Introducing Pro Tools 11

Pro Tools 11Pro Tools 11 was officially unveiled by Avid today. Here’s the summary of new features, pricing, and availability.

The Summary

With under-the-hood improvements to enable Pro Tools 11 to utilize more of your computer CPU and RAM than before (giving you more power out of the same system), and new features designed to speed-up workflow and efficiency, Pro Tools 11 is all about Performance.

Contents

A Brand New Pro Tools: Rewritten Code Base
Avid Audio Engine & 64 Bit Native Architecture
Dynamic Plugin Processing
Offline Bounce
Low Latency Input Buffer
Pro Tools 11 Pricing and Availability


A Brand New Pro Tools: Rewritten Code Base

One of the most significant aspects of Pro Tools 11 isn’t a feature at all. It’s the fact that Avid have re-written the core code that is Pro Tools.

Pro Tools software has been built upon the same foundational code for most of its existence. The problem with an old code base is that the longer you develop on it, the more you find yourself writing hacks, and workarounds to get things working, while not breaking anything. As you do, it becomes increasingly inefficient and kludgy.

Pro Tools 11 is a fresh reboot. Starting four years ago, Avid engineers have been rewriting the under-the-hood Pro Tools 11 core code with the goal of having a clean and efficient code base to build upon from Pro Tools 11 forward.



Avid Audio EngineAvid Audio Engine

The new Avid Audio Engine is the heart of Pro Tools 11. Its 64 Bit native architecture means that if you’re running in a 64-Bit environment (application, OS, & CPU) Pro Tools is going utilize all of the available processors and as much RAM as you can make available. This translates into more plugin processing, virtual instruments, and more Pro Tools power in general.

RAM: Upgrading Your RAM Will Be Key To Getting the Benefits of Pro Tools 11. Crucial RAM at Amazon.



Dynamic Plugin Processing

Up until now, when you instantiated a plugin in Pro Tools, a certain amount of CPU resources were allocated to that plugin for the entire session. Even when the plugin wasn’t doing anything (like during silent parts of that track), those CPU resources were still tied up.

In Pro Tools 11, Avid have introduced dynamic CPU allocation. This means that if you have a plugin instantiated – let’s say an effects plugin that you only use in the middle-eight/bridge section of a song. Pro Tools will allocate CPU resources to that plugin when that middle-eight section hits and the plugin is working. The rest of the time, those CPU resources will be freed up and made available to other processes in the session.

This should result in a significant performance boost where plugin processing and virtual instruments are concerned.



Pro Tools 11 Offline BounceOffline Bounce
Pro Tools now offers several offline bounce to disk features including the option to create multiple offline bounces simultaneously (such as bouncing all of your stems/music sub-groups) in a single, super-fast, offline bounce. That will be a major time saver.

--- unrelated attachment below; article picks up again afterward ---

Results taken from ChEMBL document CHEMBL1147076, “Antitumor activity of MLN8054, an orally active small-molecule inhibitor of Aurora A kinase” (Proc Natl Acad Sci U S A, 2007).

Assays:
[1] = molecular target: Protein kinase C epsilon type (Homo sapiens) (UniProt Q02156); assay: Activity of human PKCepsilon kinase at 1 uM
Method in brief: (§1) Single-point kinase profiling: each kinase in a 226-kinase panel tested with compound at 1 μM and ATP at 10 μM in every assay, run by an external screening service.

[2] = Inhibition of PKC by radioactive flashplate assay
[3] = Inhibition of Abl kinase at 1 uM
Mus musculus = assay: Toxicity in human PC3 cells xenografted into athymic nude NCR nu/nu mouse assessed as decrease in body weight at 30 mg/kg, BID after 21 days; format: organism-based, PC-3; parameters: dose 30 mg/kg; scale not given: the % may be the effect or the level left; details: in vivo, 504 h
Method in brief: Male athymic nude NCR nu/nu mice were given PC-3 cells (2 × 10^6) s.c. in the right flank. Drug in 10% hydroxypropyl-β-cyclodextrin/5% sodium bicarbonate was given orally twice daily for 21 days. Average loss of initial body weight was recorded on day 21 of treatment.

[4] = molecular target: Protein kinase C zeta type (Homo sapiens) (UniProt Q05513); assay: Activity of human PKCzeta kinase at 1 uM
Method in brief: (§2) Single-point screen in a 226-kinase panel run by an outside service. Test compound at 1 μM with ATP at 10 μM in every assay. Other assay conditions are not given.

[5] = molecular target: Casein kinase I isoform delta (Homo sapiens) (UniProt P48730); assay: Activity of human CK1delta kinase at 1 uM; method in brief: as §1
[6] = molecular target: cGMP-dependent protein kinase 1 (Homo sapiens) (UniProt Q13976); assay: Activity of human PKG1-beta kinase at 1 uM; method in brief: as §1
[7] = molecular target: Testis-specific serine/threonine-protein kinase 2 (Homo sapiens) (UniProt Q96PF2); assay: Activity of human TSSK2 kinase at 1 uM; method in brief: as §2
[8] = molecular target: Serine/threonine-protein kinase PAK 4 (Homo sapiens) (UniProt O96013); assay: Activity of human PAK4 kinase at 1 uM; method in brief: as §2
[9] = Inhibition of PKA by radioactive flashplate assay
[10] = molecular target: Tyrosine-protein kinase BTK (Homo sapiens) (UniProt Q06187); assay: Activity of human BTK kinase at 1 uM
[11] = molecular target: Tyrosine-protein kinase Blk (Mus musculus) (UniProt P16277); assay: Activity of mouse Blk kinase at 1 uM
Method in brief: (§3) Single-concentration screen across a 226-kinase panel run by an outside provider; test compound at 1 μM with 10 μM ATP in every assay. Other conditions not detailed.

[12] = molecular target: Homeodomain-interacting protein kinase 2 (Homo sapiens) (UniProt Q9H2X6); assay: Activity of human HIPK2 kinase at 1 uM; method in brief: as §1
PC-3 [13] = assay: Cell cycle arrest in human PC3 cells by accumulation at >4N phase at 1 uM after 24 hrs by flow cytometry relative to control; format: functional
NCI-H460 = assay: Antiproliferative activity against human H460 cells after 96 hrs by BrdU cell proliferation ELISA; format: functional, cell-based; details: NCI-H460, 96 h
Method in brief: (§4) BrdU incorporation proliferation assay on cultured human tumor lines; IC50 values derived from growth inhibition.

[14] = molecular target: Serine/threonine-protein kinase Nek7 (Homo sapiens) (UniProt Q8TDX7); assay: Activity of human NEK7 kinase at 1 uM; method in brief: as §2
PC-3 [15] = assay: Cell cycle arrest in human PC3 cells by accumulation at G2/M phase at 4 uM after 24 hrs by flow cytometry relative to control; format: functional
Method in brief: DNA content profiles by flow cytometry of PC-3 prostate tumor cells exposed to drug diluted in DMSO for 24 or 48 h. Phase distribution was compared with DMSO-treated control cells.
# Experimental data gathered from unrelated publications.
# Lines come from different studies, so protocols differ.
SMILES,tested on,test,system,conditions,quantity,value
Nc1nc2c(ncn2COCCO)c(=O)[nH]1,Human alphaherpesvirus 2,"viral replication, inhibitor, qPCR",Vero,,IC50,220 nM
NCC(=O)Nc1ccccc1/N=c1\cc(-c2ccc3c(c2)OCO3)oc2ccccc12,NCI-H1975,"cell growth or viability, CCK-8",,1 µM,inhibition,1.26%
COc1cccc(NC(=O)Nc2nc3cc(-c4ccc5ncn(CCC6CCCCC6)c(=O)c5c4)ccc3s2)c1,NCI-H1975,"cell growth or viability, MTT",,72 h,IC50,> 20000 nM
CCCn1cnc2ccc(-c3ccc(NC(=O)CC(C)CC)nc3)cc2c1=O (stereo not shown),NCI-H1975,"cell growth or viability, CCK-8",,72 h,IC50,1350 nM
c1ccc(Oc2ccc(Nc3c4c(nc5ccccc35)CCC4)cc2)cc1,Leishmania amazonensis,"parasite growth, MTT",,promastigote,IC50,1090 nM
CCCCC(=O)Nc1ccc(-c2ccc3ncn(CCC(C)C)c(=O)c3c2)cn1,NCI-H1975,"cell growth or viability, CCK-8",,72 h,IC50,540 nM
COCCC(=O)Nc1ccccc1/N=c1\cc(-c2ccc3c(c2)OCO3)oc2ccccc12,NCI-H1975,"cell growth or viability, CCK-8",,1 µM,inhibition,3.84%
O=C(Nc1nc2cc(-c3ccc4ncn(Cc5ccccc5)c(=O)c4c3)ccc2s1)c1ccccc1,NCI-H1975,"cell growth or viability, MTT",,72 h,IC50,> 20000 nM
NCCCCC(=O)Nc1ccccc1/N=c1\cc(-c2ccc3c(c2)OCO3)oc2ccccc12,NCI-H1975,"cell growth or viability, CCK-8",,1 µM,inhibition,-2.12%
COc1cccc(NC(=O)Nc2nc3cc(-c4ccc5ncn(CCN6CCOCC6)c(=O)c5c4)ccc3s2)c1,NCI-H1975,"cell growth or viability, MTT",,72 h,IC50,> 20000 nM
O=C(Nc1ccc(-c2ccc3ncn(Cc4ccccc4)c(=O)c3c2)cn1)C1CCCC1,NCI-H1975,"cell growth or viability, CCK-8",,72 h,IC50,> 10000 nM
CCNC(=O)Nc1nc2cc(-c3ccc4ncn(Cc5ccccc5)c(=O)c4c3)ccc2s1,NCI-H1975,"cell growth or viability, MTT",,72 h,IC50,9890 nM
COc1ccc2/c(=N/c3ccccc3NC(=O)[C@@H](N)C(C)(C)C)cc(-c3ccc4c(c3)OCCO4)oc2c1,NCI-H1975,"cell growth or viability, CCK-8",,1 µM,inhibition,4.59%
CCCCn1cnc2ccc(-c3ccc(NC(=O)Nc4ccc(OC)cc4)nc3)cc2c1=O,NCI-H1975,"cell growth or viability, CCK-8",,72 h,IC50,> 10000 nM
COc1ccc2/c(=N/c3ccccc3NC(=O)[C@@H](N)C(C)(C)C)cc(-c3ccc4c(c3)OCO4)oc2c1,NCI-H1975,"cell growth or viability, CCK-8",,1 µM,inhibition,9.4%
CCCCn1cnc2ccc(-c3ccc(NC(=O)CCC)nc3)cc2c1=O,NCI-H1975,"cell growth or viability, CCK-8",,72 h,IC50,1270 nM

Attention UAD-2 and Apollo Users: Offline Bounce will not include UAD Plugin Processing.



Low Latency Input Buffer
This is something everyone is going to love. Pro Tools 11 has two different hardware buffer settings – one for the session, and one for inputs when you’re recording.

This is great because currently (PT10 and earlier) you set your HW Buffer for the session. The higher the buffer (say, 1024 samples) the more plugin processing and mix CPU becomes available. The trade off is that recording with the throughput latency that a 1024 sample buffer added is totally useless. So, thus far the solution was to lower the buffer setting when recording (to reduce latency) and increase the buffer size when editing and mixing.

Well, now in Pro Tools 11 all of that run around will no longer be necessary. You can set a specific buffer setting (say 32 samples) for tracks that are being recorded onto and at the same time retain a larger buffer size for the rest of the session.



Pro Tools 11 Pricing and Availability

Pro Tools 11 is scheduled to be available during the second quarter of 2013, before the end of June.

The pricing (as quoted by Avid) is as follows:

  • Pro Tools 11 $699
  • Pro Tools 10 -> Pro Tools 11 Upgrade $299
  • Pro Tools 9 -> Pro Tools 11 Upgrade $399
  • Pro Tools Express -> Pro Tools 11 Upgrade $499
  • Pro Tools MP -> Pro Tools 11 Upgrade $499

Conclusion
There’s way, way more in Pro Tools 11 than what I’ve covered here. But hopefully this has answered some of your initial questions. I’ll try to refine this post as more information about PT11 becomes available.


Some helpful Pro Tools 11 links

Pro Tools 11 HD System Requirements
Pro Tools 11 System Requirements
Pro Tools 11 AAX Plugin Developers

RAM: Upgrading Your RAM Will Be Key To Getting the Benefits of Pro Tools 11. Crucial RAM at Amazon.

Disclaimer: All of the information on this page is subject to change without notice. You should always carefully review the Avid compatibility documents for your system before buying a major Pro Tools software upgrade.